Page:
And I hung up.

This conversation reveals everything that’s wrong with the appliance repair trade. Appliance techs are already behind the eight ball the moment they walk in the customer’s house. Most people have been conditioned by 60 Minutes and other tabloid TV shows to view appliance repair techs as morally deficient cretins whose main objective in a service call is to screw the customer.

Granted, there are lots of charlatans and cretins out there, like this jive-turkey from Sears A&E. I get horror stories everyday by email or in the repair forum. But most independent appliance servicers are conscientious and highly skilled tradesmen who’ve invested thousands of hours learning the basic skills, keeping up with the new models, and honing their craft in the field. In fact, to be good at appliance repair, you need both excellent mechanical and electrical skills. To do it right, you need a more diverse and technically demanding set of skills for appliance repair than you do for any of the other skilled trades.

But the problem is one of perception; some of it self-inflicted, but most of it just a cultural thing. Plumbing and household electrical wiring are all hidden behind walls and so are mysterious, almost magical things. But people work with their appliances everyday and so acquire the false sense that they must be easy to fix. They don’t know what they don’t know. Think about that: most people don’t know what they don’t know, but think they know it all.

The other factor working against appliance repair as a viable trade is the “how much is a new one?” syndrome. People look at what it costs to buy a new appliance and, in their muddled little brains, use that as the measure for what it should cost to fix it. Any ‘tard can see that banging out a washer in a prison-camp factory in China has nothing to do with what it costs to have a skilled and trained appliance technician drive to your home and fix it. Ah, but facts are stupid things, as the Gipper used to say.

But perception is reality and it’s that perception, along with the super cheap appliances available today, that have doomed the appliance repair trade. I said “have doomed” because it’s already done; the rest is just a long, slow swan song. I’m going on record here and now to declare that the appliance repair trade is dead.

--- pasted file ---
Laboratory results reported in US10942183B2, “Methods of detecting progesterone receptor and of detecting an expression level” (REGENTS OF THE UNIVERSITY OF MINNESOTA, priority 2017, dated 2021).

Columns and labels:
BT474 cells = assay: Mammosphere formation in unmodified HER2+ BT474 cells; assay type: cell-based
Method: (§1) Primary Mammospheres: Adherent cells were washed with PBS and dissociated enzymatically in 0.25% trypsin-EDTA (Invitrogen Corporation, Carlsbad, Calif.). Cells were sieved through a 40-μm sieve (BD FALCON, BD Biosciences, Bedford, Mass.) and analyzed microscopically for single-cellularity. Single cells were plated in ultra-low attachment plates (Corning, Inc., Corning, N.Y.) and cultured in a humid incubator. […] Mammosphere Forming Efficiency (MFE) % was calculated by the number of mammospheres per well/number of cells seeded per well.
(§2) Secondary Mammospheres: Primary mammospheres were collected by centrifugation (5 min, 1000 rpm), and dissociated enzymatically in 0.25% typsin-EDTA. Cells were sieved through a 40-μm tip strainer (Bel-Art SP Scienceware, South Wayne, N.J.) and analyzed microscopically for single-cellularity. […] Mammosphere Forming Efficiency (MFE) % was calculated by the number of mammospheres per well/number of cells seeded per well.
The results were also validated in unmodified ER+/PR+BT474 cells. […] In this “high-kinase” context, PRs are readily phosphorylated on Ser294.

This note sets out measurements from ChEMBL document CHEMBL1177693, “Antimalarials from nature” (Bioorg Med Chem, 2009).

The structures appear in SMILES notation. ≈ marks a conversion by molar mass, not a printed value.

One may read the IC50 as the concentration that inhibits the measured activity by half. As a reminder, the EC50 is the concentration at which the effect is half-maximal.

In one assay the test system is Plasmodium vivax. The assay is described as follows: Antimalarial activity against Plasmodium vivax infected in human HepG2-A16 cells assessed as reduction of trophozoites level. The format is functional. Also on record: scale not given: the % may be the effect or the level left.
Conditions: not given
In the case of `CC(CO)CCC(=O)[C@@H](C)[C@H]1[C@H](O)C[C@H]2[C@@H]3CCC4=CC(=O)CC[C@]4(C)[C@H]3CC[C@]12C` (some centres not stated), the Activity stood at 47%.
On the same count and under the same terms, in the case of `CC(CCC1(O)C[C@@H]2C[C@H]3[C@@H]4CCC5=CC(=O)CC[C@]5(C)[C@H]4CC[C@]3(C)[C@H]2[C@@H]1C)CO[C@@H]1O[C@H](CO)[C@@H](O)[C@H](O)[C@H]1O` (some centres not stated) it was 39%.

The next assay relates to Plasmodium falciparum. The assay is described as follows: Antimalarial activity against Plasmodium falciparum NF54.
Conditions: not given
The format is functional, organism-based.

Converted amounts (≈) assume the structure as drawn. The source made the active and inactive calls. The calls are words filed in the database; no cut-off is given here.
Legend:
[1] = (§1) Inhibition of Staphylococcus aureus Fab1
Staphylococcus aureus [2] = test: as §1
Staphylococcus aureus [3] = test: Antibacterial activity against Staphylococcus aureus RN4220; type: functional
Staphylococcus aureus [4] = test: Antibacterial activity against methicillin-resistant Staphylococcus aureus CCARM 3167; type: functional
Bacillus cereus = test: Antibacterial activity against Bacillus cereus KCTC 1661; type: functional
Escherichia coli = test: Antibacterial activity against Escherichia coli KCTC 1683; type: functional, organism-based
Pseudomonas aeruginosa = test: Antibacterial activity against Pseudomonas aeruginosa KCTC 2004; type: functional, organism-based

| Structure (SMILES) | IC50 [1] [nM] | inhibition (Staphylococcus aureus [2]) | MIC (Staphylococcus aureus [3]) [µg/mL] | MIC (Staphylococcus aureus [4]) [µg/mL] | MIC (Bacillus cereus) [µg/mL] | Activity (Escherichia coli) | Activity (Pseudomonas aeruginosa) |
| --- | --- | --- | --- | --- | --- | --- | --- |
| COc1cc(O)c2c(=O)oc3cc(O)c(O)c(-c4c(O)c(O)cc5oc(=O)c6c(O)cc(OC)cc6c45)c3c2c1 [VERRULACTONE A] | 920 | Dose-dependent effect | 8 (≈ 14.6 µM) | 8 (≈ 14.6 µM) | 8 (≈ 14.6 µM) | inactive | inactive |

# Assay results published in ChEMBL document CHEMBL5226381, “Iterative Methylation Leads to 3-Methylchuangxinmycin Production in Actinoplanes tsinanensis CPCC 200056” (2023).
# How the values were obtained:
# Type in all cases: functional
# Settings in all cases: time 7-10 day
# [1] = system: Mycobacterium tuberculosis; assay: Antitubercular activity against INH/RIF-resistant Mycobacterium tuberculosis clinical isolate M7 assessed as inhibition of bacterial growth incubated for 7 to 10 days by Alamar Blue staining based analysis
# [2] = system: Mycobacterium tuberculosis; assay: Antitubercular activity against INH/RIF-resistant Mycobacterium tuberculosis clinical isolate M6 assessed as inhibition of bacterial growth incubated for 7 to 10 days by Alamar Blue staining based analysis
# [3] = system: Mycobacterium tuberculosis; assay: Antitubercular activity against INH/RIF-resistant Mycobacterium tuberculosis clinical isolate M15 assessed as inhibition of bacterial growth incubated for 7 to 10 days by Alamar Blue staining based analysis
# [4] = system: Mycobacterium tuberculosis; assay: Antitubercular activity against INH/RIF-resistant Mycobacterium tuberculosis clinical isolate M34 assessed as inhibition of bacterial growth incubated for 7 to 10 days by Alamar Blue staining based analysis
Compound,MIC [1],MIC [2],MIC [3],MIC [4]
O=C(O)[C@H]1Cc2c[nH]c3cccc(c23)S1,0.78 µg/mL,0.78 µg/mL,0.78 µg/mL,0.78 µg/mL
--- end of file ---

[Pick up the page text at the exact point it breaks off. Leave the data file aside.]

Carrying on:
The next mega-trend in appliance repair is do-it-yourself. The Internet has made this possible. Sites like this one and excellent online parts houses, like RepairClinic empower almost anyone with a pulse with the know-how to repair their own appliances. But even this do-it-yourself trend will extinguish at some point. Without skilled and experienced techs, you wouldn’t have do-it-yourself websites– how could you? Who’s gonna be around to write pearls of wisdom or answer questions from grasshoppers in the repair forum?

But, dontchoo go frettin’ none– as long the fermented nectar is flowin’, I’ll keep right on goin’. Yee haw!

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{ 1 comment… read it below or add one }

jamraqui December 4, 2005 at 9:57 pm

Dear Wise One;

I applaud your story about the “customer who could not be satisfied”, and how you dealt with him. I have been a professional vehicle technician and service manager for many years, and I have come to nearly deplore the public. It takes huge investments in time, training, and tooling to become (and stay) professionally competant. Then all the helpless, ignorant bastards want to do is bitch and distrust you. It’s hardly worth it any more.

Bravo to you for leaving a problem customer with just what he deserves…. problems. 😉

Take care, do well-